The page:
Novice question: is Sourdough crumb a bit gummy?

(BreadBunny) #1

I’ve just made my third sourdough loaf which rose beautifully in the oven in my fabulous Breadtopia oblong clay baker. I used the cold start baking method.
The loaf was lightly browned when I took the lid off at 60 minutes so I left it in for another 10 and it browned a little more. Not as dark as many I’ve seen, but it looked fine to me.
I let it cool for an hour before cutting to try a slice, and it was delicious. But I noticed the crumb felt a little tacky and my bread knife had a thin gummy residue on it.
Is that normal? Or should I have let it bake longer? Or cool longer?
I’m new to sourdough (and bread baking) so I’m not sure what the crumb is supposed to be like.
Appreciate any shared wisdom … Thanks!

(Paul) #2

I’ve generally gotten better results with the crust by baking loaves covered for about 20-30 minutes and then uncovered for about 20-30 minutes rather than leaving the cover on for as long as you did.

I’ve only ever had that “gummy” result when I either didn’t bake long enough, or didn’t allow the loaf to cool long enough, or both. If you get the internal temperature of the loaf up over 200f for a bit and you have a nicely browned crust and you let it cool for long enough, then it should not be gummy and your bread knife should cut it cleanly without leaving any residue.

(BreadBunny) #3

Thanks Paul, that’s very helpful. Especially the internal temp. Next time I’ll remove the lid sooner and have the Thermapen handy.

(whippet) #4

Thermapens are nice. But, I find the one I use that I put in and leave there to be more useful for bread. I put it in after the bread has been baking for about 10 min, so it’s set up and the top is solid. Mine is electronic and has a remote read out. I can set it at a temp and the alarm goes off. Really handy. Just be sure the is near the center of the loaf. Think it coast $30 - 35. I have an instat read and use it but find this handier for bread. BTW most of my white and multi grain bread is baked to 195 or 198 F and is always done.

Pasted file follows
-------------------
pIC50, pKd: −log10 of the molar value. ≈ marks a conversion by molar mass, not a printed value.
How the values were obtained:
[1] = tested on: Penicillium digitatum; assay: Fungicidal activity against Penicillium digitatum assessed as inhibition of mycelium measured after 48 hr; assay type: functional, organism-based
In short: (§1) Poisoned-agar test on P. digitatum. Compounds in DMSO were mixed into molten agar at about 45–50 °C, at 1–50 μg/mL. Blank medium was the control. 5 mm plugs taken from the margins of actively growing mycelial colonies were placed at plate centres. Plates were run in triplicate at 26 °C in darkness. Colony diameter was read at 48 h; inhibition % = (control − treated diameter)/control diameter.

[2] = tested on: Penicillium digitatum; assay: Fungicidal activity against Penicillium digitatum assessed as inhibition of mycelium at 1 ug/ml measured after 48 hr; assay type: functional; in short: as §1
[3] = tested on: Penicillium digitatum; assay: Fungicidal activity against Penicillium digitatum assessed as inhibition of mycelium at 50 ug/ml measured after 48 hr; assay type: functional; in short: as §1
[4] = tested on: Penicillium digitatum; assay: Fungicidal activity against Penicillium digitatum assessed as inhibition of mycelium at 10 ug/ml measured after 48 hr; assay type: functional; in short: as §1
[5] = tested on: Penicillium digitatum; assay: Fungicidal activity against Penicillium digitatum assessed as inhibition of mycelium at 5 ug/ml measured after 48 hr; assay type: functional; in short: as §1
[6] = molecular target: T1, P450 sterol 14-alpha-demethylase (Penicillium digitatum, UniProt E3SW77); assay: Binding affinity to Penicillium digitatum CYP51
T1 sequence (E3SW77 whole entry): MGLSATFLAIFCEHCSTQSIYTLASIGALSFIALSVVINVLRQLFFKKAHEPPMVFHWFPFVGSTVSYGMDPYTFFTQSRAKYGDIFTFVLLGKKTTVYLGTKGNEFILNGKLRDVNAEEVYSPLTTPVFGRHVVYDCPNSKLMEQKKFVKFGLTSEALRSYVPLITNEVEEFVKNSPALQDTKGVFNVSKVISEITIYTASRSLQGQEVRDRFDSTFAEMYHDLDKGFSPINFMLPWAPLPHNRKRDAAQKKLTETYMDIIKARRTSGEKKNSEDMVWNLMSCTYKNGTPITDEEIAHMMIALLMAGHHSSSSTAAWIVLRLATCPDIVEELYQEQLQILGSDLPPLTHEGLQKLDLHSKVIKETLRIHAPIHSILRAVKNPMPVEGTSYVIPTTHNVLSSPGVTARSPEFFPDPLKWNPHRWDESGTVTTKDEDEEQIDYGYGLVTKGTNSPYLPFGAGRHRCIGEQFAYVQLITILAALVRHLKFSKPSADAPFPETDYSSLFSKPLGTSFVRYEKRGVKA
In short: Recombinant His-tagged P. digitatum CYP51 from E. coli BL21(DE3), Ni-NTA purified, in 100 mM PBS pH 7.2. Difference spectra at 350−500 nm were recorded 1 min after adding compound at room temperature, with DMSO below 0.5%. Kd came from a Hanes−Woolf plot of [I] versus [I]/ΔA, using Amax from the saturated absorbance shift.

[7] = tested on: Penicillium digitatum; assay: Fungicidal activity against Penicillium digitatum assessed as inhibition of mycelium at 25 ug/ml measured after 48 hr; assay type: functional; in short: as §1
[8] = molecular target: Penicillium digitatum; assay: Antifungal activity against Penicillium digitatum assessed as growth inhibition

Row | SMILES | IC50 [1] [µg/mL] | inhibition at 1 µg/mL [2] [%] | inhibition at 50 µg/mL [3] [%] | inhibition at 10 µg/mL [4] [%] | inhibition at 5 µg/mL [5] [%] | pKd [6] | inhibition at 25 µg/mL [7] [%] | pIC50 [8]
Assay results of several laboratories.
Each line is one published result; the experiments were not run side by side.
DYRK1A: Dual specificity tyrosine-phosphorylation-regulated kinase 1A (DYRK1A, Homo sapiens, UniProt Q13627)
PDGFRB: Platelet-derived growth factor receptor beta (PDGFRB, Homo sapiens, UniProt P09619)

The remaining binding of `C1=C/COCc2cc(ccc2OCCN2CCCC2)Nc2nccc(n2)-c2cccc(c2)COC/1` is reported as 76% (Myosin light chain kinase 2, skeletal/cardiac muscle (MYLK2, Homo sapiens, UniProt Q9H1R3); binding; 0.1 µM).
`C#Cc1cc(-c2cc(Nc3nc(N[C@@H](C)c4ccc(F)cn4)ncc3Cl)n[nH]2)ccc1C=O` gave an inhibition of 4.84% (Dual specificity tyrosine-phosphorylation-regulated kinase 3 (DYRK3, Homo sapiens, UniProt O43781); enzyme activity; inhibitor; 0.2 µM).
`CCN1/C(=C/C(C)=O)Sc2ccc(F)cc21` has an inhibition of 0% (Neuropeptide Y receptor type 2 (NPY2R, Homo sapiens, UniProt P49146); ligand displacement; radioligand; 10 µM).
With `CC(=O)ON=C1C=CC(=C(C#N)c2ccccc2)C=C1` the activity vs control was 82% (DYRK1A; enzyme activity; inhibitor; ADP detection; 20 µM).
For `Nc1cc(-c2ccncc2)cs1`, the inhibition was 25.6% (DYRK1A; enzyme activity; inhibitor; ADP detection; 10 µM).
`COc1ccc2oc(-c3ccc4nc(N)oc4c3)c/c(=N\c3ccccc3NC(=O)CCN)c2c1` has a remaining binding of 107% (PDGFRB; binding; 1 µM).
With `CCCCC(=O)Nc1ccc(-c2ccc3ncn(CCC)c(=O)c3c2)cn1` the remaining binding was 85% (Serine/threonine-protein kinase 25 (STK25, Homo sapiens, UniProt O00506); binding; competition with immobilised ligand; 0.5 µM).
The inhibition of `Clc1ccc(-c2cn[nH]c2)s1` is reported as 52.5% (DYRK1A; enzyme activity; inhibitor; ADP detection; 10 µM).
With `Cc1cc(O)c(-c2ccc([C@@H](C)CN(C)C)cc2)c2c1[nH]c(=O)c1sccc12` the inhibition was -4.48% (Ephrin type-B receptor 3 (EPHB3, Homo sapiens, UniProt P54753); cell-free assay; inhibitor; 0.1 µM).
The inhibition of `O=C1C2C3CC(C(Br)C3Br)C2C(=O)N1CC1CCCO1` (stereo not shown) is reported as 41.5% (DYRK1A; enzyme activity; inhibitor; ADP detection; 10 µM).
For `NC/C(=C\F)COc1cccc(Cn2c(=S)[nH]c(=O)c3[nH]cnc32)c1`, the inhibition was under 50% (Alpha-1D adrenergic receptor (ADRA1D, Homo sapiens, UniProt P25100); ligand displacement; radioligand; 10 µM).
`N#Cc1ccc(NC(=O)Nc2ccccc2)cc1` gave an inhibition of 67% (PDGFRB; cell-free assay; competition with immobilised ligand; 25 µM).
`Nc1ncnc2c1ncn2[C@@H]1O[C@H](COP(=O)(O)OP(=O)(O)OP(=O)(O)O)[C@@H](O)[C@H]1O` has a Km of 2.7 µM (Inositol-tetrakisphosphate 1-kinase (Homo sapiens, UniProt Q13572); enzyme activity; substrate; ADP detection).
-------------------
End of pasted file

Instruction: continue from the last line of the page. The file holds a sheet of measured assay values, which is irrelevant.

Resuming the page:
(BreadBunny) #5

Thanks for that suggestion, I have one of those thermometers too that I use for roasts. Didn’t occur to me to try it for bread.

(mustangmike) #6

I would buy myself a $6.00 Taylor stick thermometer on Amazon and stick the middle of the loaf and leave it in until it registers 200°. Usually for me that nearly 70 minutes using cold oven method with the cover on the whole time. I use a Romertopf clay pot.

(BreadBunny) #7

I’m beginning to suspect I need to get an oven thermometer to verify the accuracy of my oven.

I’m curious about the temperature you bake at for the 70 minutes. I also used the cold bake method, setting the oven at 500°F for 30 minutes then reducing to 450°F for another 30 minutes before removing the top of the baker to allow it to brown.

I timed my oven yesterday and it takes a full 22 minutes to get to whatever it thinks is 500, which seems like a pretty long time. Yet another variable to deal with :slight_smile:

(mustangmike) #8

I just bought a new stove and it gets to 450° much faster than my old oven, 22 minutes doesn’t too far out of line, it sounds like my old stove. I don’t take the lid off my Romertopf. I leave it on. I don’t preheat anymore I just stick the pot in the oven set the temp at 450° timer for 70 minutes, not pre-heating has helped me get better oven spring. Back when I pre-heated my oven I think I set the time for 55-60 minutes.

(texclydes) #10

That’s what I do and have great results. I bought a nice instant read thermometer, and bake until 205F internal dough temp. I really only take the temp before I pull it out just to confirm. I go 25 minutes with lid on, then 25 more with lid off. Occasionally it needs to stay in for another 5 minutes at the end. Also I recommend reducing the H2O % if the loaf coming out too gummy, maybe only by 5% and see how that changes things.